Performance Improvement,

Performance Improvement,

This article looks at 360° feedback, as well as mistakes and misuses that are often made in

its implementation and use. Too often individuals look for tools to give them facts to support

predetermined opinions rather than gathering facts to support individuals in their growth and

development process. By identifying these issues and addressing them up front, larger issues

that can negatively affect the overall culture of an organization can be avoided.

A FEW YEARS BACK, I wrote an article about how to incorporate 360° feedback into organizations (Vukotich, 2010). I wrote the article after working with dozens of organizations to help them implement their 360° feed- back processes. One of the challenges I often ran into was the misperception of what 360° feedback is used for and what it can actually do. Many often saw it as a quick way to take care of individuals or to fix them. When I ran into this perspective, it was usually a sign of deeper organizational issues. I often would remind others that 360° feedback is not a quick fix or a substitute for dealing with individual personnel issues, nor is it useful for deal- ing with larger issues related to an organization’s culture.

Although 360° feedback can be an effective tool to help individuals and organizations develop a culture of continuous improvement, it is not a substitute for build- ing an organizational culture based on openness and trust. Implementing a 360° feedback process incorrectly can lead to individuals disengaging from interactions with coworkers and a decline in their overall work per- formance (Nowack, 2009), the exact opposite of what 360° feedback is intended to do. From an organizational perspective, if 360° feedback is improperly used, it creates a culture where less sharing and openness prevail for fear that what individuals say can and will be used against them.

Many issues need to be addressed in implementing and giving credibility to 360° feedback programs. Although 360° feedback can be a very effective tool, and one that I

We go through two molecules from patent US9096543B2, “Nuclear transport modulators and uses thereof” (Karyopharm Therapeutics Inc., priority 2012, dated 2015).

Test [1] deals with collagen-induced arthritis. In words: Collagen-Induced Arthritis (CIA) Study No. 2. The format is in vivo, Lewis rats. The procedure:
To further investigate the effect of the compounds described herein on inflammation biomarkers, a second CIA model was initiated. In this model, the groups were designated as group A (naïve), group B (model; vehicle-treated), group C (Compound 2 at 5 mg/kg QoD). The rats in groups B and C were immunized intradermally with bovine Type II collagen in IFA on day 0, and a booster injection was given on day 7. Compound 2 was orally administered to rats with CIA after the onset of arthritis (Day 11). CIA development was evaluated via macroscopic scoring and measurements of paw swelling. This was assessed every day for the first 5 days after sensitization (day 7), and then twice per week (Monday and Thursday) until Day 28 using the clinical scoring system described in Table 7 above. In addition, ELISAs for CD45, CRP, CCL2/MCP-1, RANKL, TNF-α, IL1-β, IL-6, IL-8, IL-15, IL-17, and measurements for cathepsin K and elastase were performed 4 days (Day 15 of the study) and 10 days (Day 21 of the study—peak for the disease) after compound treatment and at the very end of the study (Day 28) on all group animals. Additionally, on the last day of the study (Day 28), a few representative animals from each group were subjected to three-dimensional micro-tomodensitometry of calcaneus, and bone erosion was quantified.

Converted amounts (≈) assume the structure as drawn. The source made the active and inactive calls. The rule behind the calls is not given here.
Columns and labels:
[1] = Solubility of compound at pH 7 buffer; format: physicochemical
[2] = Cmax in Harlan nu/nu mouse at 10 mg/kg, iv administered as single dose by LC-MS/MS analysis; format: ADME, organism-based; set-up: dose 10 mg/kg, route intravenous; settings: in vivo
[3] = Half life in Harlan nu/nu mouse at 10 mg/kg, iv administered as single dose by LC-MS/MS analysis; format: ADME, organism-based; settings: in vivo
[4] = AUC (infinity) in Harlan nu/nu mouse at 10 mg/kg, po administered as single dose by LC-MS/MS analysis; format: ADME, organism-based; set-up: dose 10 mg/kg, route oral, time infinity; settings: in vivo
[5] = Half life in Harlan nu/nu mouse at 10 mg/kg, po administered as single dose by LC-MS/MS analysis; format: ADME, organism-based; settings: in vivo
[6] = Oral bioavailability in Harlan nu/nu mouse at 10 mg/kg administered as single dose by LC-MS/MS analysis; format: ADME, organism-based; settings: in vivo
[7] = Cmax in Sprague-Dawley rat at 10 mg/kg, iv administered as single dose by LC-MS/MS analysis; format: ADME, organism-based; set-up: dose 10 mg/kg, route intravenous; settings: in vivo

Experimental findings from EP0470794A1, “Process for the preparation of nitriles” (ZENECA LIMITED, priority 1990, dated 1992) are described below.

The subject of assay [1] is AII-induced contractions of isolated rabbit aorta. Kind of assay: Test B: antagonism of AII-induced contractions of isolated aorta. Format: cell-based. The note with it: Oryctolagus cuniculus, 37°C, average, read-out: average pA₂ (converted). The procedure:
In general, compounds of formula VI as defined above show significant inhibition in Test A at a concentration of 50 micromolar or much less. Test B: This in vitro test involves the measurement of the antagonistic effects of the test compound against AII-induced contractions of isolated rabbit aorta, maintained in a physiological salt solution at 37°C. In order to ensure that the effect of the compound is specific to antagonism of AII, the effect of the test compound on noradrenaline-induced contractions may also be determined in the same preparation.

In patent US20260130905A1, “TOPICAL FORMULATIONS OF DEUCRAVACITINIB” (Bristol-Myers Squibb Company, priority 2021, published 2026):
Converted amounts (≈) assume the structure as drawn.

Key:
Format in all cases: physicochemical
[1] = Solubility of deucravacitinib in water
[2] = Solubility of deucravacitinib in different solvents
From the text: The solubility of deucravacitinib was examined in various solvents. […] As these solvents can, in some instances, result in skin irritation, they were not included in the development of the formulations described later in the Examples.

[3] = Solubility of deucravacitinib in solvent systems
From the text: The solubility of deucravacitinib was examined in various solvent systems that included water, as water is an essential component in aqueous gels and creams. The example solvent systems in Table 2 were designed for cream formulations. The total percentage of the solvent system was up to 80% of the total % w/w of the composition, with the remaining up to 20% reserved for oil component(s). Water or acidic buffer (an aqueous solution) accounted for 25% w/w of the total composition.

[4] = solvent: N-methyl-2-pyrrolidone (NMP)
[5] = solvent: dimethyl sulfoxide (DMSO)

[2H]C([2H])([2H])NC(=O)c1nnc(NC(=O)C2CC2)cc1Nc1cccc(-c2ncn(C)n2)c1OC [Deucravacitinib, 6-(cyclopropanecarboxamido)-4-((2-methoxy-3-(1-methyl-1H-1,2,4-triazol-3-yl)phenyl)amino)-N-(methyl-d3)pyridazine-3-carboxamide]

personally believe in, it cannot be seen as a quick fix for personnel or organizational problems. I am writing this article based on misuses that I have seen and at the sug- gestion of a peer reviewer of one of my previous articles on the subject who was involved in a 360° feedback pro- cess that did not go as planned. This aspect of potential harm is a major consideration when considering the use of 360° feedback (Pfeffer, 2013).

HISTORY AND OVERVIEW The idea behind 360° feedback started with the concept of assessment centers developed by the German military during World War II (Fleenor & Prince, 1997). Assessment centers were seen as a way to bring more objectivity to the assessment of individuals in their ability to perform the functions of their job. By 2002, over 90% of Fortune 500 companies were using some type of 360° performance review process (Linman, 2006). The popularity of 360° feedback grew over time as organizations found that tra- ditional supervisor-only feedback was not as effective as feedback from a range of individuals, including upward feedback from subordinates, observations from peers, and feedback from others such as customers and business partners with whom the individual interacts (McGarvey & Smith, 1993). The idea behind 360° feedback is to gain performance insights from multiple perspectives. This includes individuals’ self-evaluations, as well as those of their supervisors, peers, subordinates, and others with

Performance Improvement • Volume 53 • Number 1 • DOI: 10.1002/pfi 31

whom they interact with on a regular basis. A number of categories such as communication ability, teamwork, and leadership effectiveness are common areas of measure- ment. Often a scale of 1 to 5, with the range of “not at all” to “always” is used. In some versions of the assessment, there is an opportunity to add comments to expand or clarify one’s ratings. Here are a couple of examples of items accompanied by a scale:

Individual is a team player:

1 2 3 4 5

not at all always

Individual is an effective communicator: 1 2 3 4 5

not at all always